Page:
If you own real estate and decide to lease it out to someone else, then congratulations: you are now a landlord in the eyes of the law. Whether you lease out a single family home or apartments in a multiplex building, there are many landlord responsibilities that come with the territory.
Some duties seem clear, like collecting rent or finding tenants for a vacant unit. Others, however, may be less obvious. The more you learn, the more success you will have with your real estate investments. Let’s examine 10 landlord responsibilities you may have overlooked.
1. Knowing the Landlord-Tenant Laws for Your Jurisdiction
Ignorance of the law is no excuse. It’s your responsibility as a landlord to know and understand all tenant-landlord regulations for your city and state. Landlords can be (and often are) sued for not obeying their state’s laws, even if they weren’t aware they existed.
2. Preparing a Legal Lease Document
The lease agreement and any other legal paperwork is all part of a landlord’s duties. It’s your responsibility to ensure the rental contract is legally written and abides by all laws. Leasing periods, monthly rental rates and tenant names must be clearly indicated. In some jurisdictions, legal disclosures, such as security deposit details, must be included. The lease should also contain all appropriate clauses, such as advising tenants to purchase renters’ insurance.
3. The Duty to Deliver Possession
Once a lease contract is signed, it is the landlord’s responsibility to deliver possession of the rental unit to the tenant on the agreed-upon date. The unit must be in move-in condition and any previous tenants must have vacated the premises.
4. Implied Warranty of Habitability
Another obligation is to make sure the rental unit is in a safe, habitable condition. The property must not have any serious deficiencies, and any supplied appliances, fixtures, plumbing and heating must be in good working order. The property must be free of insects and pests. Landlords are generally responsible for getting infestations under control, even if they occur after tenants have moved in, although in most states landlords can avoid this by specifying in the rental agreement that pest control is the renter’s responsibility.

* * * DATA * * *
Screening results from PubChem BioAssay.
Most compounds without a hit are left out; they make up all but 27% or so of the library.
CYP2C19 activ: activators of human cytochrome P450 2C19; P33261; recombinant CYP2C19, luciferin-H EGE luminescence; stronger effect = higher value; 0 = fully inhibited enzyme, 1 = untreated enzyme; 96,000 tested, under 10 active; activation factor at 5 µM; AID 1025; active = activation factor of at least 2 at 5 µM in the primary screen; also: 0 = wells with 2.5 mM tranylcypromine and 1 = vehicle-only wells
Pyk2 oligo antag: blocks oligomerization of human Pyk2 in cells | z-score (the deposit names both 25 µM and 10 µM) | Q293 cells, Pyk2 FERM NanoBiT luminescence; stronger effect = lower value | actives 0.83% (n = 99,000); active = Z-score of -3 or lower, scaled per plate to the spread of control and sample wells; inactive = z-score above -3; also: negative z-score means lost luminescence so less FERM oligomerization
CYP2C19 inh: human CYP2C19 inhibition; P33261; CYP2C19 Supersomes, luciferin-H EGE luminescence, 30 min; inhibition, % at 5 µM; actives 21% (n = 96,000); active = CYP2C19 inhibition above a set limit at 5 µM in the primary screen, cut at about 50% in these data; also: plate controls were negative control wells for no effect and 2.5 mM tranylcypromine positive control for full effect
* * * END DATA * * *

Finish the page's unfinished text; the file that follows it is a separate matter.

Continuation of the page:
5. Respect the Tenant’s Right to Quiet Enjoyment
According to most landlord-tenant acts, tenants have the right to quiet enjoyment – meaning to have the benefit of living in their home without being disturbed. Once a tenant has possession of a property, the landlord may not interfere with this right. It’s therefore the landlord’s responsibility to ensure he or she does not enter the rental unit without proper notice (usually 24 – 48 hours, except in emergencies). When a landlord enters the rental property, it must be at a reasonable time of day and for a valid reason.
6. Completing Repairs in a Reasonable Time Frame
Tenants have the responsibility of reporting any repairs that need to be done. Landlords’ responsibilities include responding to these reports and completing repairs in a timely manner. Urgent repairs should be done right away, while minor issues can be addressed more conveniently. But beware that unrepaired damage tends to cause more damage, and tends to encourage tenants to vacate the rental property.
7. Providing Safety Measures
It is your duty to protect your tenants, to a point. In some jurisdictions, landlords must provide specific safety measures. These may include fire and carbon monoxide detectors, fire extinguishers, front door peepholes, deadbolt locks on exterior doors and window locks.
8. Reporting Crime
If a landlord becomes aware of any criminal activity taking place in one of their rental units, they must report it to authorities. For example, some landlord-tenant acts have specific laws that can find a landlord liable if their property is used for dealing or creating drugs.
9. On-Site Property Management
In some states, the law requires on-site property management of multiplex buildings of a certain size. In California, for example, landlords must provide on-site management of all residential rental buildings of 16 units or larger.
10. Responsible for Property Manager’s Acts
An often-overlooked concern is that you can be liable for your property manager’s acts, including illegal ones. If a property manager does not follow local landlord-tenant laws and a rental application is refused based on their religion or race, for example, the landlord can also be held responsible. Stay up-to-date on your rental property’s operations and keep a watchful eye on anyone who works for you.
Being a landlord involves a steep learning curve when starting out, and the laws aren’t always simple. Taking the time to learn about your responsibilities as a landlord can mean the difference between earning a nice profit and losing money – or worse. Protect yourself by learning the laws that apply to you and surrounding yourself with a team of professionals.